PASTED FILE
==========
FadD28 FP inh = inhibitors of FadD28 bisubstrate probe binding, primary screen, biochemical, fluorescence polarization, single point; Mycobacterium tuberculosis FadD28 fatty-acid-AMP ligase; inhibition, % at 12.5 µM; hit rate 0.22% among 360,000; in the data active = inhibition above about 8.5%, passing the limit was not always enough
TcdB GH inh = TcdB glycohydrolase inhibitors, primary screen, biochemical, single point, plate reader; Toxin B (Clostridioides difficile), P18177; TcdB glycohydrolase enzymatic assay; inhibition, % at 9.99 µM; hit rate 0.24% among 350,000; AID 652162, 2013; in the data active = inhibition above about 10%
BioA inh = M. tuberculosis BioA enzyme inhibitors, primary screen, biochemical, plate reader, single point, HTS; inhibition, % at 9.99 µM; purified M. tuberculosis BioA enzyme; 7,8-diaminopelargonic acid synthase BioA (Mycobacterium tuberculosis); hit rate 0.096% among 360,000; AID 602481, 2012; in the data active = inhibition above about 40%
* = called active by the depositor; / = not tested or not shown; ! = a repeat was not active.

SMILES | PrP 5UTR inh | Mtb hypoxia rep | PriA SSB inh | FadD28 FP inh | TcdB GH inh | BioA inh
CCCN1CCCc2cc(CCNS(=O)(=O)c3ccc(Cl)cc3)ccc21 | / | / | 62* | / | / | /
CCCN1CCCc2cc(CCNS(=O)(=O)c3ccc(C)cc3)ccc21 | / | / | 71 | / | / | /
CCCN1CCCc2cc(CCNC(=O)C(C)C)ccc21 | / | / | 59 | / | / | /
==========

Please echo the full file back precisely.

FadD28 FP inh = inhibitors of FadD28 bisubstrate probe binding, primary screen, biochemical, fluorescence polarization, single point; Mycobacterium tuberculosis FadD28 fatty-acid-AMP ligase; inhibition, % at 12.5 µM; hit rate 0.22% among 360,000; in the data active = inhibition above about 8.5%, passing the limit was not always enough
TcdB GH inh = TcdB glycohydrolase inhibitors, primary screen, biochemical, single point, plate reader; Toxin B (Clostridioides difficile), P18177; TcdB glycohydrolase enzymatic assay; inhibition, % at 9.99 µM; hit rate 0.24% among 350,000; AID 652162, 2013; in the data active = inhibition above about 10%
BioA inh = M. tuberculosis BioA enzyme inhibitors, primary screen, biochemical, plate reader, single point, HTS; inhibition, % at 9.99 µM; purified M. tuberculosis BioA enzyme; 7,8-diaminopelargonic acid synthase BioA (Mycobacterium tuberculosis); hit rate 0.096% among 360,000; AID 602481, 2012; in the data active = inhibition above about 40%
* = called active by the depositor; / = not tested or not shown; ! = a repeat was not active.

SMILES | PrP 5UTR inh | Mtb hypoxia rep | PriA SSB inh | FadD28 FP inh | TcdB GH inh | BioA inh
CCCN1CCCc2cc(CCNS(=O)(=O)c3ccc(Cl)cc3)ccc21 | / | / | 62* | / | / | /
CCCN1CCCc2cc(CCNS(=O)(=O)c3ccc(C)cc3)ccc21 | / | / | 71 | / | / | /
CCCN1CCCc2cc(CCNC(=O)C(C)C)ccc21 | / | / | 59 | / | / | /